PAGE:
Because this process is blockchain-enabled, all parties can trust this conclusion and the shipment can be accepted right away. 

For more inspirational blockchain examples, check out our blog post: "3 Game-Changing Blockchain Applications In The Food Supply Chain That Will Inspire You"


Implementing Blockchain in the food supply chain provides a myriad of benefits. Most can be categorized into positive impact on your product integrity and safety, as well as return-on-investment and sustainability. Here are our top 15:


Product Integrity & Safety

Full visibility across the entire food supply chain. Today's supply chains are incredibly complex. They include 15-20 hand-off points, and each has its own contamination potential and spoilage-causing conditions. However, current paper-based tracking ("one up, one back") isn't sufficient anymore with the ever-increasing number of food safety incidents, recalls, and fraud. Full visibility across the entire supply chain is paramount — and blockchain can provide it. [Learn more.]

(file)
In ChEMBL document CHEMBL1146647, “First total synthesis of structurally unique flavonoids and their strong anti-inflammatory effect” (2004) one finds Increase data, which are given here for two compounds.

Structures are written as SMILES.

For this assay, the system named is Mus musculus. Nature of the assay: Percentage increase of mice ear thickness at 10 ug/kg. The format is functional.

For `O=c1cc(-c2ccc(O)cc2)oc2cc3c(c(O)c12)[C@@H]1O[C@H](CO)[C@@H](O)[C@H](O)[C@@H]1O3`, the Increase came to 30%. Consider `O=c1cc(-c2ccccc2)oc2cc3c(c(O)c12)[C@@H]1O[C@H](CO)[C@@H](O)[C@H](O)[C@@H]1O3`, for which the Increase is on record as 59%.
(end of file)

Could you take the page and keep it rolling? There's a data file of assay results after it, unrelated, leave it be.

Pinpoint spoilage potential right away. We all know that spoilage is a process, and depending on your products, you will need to maintain specific conditions to minimize rotting, bacteria growth and other processes causing spoilage. If your product has been exposed to potentially hazardous conditions, e.g., temperatures higher than 40F for too long, you can pinpoint potential food safety incidents immediately and act accordingly. [Learn More.]